NY Judge Taps Individual Investors as Class Action Chief Plaintiff

July 19, 2005 (PLANSPONSOR.com) - A New York federal judge has taken the unusual step of naming a small group of individual investors as lead plaintiff in a securities class action lawsuit, rather than go with the usual move of tapping an institutional investor for the post.

US District Judge Shira Scheindlin of the US District Court for the Southern District of New York, named the five-member group headed by Shabbir Adib rather than the Greater Pennsylvania Carpenters Pension Fund, the New York Law Journal reported.

Defendant in the case is the financial software company, eSpeed. Plaintiffs accused eSpeed of inflating its stock price by hiding negative information about the company’s prospects.

The lead plaintiff decision can be a significant one in a class action setting because the head plaintiff and its lawyers decide on much of the legal strategy to be employed and typically garner the richest pot of lawyers’ fees.

Scheindlin acknowledged in her ruling that that the standards established in the 1995 Private Securities Litigation Reform Act were designed to favor pension funds and other institutional investors in choosing a lead plaintiff.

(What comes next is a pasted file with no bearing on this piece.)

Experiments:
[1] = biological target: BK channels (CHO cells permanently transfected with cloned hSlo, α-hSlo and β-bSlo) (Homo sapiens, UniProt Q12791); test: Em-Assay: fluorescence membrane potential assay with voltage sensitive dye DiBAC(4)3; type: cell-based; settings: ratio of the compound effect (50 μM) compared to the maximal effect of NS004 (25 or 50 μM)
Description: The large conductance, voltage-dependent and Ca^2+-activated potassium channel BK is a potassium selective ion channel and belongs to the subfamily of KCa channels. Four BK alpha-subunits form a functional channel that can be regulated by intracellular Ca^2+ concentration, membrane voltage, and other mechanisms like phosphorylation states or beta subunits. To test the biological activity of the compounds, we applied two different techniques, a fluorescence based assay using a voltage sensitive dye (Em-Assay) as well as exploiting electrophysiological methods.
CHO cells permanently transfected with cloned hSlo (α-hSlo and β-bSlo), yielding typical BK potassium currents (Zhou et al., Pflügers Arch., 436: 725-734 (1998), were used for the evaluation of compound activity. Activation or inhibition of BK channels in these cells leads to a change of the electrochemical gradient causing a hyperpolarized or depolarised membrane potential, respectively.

“Appointing a group of unrelated investors lead plaintiff could lead to fragmentation and the problem of determining whose voice reigns when the group cannot agree,” she wrote. “An institutional investor with substantial losses functioning as lead plaintiff is less likely to cause a ‘flurry of otherwise pointless activity’ in the form of disputes within the lead plaintiff group.”

She wrote that the contest for presumptive lead plaintiff hinged on whether the Adib group had larger losses than the pension fund.   Two of the four factors used in determining which plaintiff had the greatest financial interest in the outcome of the litigation – net number of shares purchased during the class period and the total net funds expended – favored the Adib group, Scheindlin wrote.   A third factor – the number of gross shares purchased during the class period – favored the pension fund.

The fourth factor required a measurement of the parties’ financial losses. The judge calculated that Adib group lost either $166,743 or $196,795, while the pension fund lost $121,264.

The case is In Re eSpeed, Inc. Securities Litigation , 05 Civ. 2091.